A Catalogue of Light: a Collection of Poems
thesisposted on 28.06.2013, 00:00 by Matthew R. Corey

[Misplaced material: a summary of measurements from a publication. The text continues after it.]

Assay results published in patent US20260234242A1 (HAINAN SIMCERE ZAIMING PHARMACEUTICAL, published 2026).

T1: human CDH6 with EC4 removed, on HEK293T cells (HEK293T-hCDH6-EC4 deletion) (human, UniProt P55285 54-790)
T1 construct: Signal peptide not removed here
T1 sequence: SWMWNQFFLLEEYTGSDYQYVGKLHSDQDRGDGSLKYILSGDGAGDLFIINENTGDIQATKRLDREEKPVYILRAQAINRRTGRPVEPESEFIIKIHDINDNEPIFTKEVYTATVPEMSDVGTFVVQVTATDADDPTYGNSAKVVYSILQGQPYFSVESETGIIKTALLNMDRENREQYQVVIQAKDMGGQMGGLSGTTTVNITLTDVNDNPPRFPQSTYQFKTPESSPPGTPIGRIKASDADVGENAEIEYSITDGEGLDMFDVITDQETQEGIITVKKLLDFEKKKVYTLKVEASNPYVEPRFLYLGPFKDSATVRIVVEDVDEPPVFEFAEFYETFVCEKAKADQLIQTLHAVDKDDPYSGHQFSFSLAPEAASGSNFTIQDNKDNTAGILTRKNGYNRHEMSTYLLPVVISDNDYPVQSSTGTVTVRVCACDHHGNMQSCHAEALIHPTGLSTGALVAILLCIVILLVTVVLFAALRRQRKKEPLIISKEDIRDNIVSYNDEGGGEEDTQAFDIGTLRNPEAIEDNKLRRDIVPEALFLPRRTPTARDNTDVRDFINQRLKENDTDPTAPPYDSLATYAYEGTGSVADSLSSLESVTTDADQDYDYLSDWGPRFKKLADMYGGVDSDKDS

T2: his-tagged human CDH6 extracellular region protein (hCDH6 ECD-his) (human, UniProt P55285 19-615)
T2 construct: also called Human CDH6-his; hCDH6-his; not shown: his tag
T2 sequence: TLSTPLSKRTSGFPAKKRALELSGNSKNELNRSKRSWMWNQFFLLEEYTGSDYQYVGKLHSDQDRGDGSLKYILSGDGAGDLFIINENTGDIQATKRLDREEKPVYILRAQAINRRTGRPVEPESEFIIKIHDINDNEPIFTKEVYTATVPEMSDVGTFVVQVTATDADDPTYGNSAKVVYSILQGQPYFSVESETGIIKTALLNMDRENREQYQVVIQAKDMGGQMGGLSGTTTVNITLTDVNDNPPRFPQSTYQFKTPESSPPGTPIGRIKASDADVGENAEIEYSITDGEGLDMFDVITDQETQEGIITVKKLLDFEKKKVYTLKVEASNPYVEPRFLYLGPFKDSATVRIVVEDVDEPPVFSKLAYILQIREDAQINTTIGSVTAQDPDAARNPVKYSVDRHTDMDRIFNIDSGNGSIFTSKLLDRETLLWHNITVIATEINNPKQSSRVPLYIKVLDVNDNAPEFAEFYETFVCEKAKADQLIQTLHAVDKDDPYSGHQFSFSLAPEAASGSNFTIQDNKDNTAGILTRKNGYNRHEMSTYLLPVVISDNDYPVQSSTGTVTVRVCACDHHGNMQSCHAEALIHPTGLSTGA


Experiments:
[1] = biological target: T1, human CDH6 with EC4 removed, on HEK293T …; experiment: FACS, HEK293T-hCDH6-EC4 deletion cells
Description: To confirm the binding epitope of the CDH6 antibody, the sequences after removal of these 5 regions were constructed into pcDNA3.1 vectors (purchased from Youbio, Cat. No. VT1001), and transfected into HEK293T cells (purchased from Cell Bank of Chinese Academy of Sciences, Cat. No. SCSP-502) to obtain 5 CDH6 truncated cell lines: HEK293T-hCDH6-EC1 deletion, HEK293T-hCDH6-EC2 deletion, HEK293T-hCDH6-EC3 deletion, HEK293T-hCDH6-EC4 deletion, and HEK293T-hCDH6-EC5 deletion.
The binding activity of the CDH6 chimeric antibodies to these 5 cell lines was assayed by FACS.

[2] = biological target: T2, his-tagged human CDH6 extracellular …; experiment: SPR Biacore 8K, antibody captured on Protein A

“A Catalogue of Light” takes the genre of the lyric sequence as its antecedent, examining the qualities of chronological structure and lyric speech proper to the genre, and figuring a sequential text that investigates the interior conditions of a pair of fictional subjects. In this collection, I offer a sequence of lyric poems that establishes through its chronological and sequential arrangement a narrative context through which the reader might understand my characters’ representations of selfhood. Over the duration of “A Catalogue of Light,” the reader is privileged to representative accounts of each character’s interiority as it develops in dialogue with the contextual circumstances of the story, such that the narrative illustrates their dynamic interior conditions. During the period in which my sequence is set, L. M. Fish and Janine Fish encounter prolonged poverty, marital difficulty, and senile dementia, such that “A Catalogue of Light” investigates the question of how an invented character would make an account of privation and loss. Alongside such an investment in character, I am deeply interested in how the dictional music of a poem communicates with its metrical music, and in how the aural qualities of a lyric poem demand its reader and its speaker become more deeply acquainted. I’ve chosen lyric as the poetic practice to investigate the speaking subjects of “A Catalogue of Light,” not only for its engagement with the emotional and cognitive conditions of its speaker, but also for its attention to the music and the meter through which I encounter my reader. I am committed in these poems to a writing practice that would make lyric seem different than sequence, and that wants the reader to be acquainted with the characters through their depictions of being-in-the-world, as well as through the collection’s chronological story. I would like my reader to understand the text through its apparatus of subject-positions, through the dictional ranges of its characters and narrator, and through my attention to the music and logic that are native to meter, anaphora, assonance and consonance. In such concerns, I locate the characteristic qualities of my speakers, and I lend them sound and sense.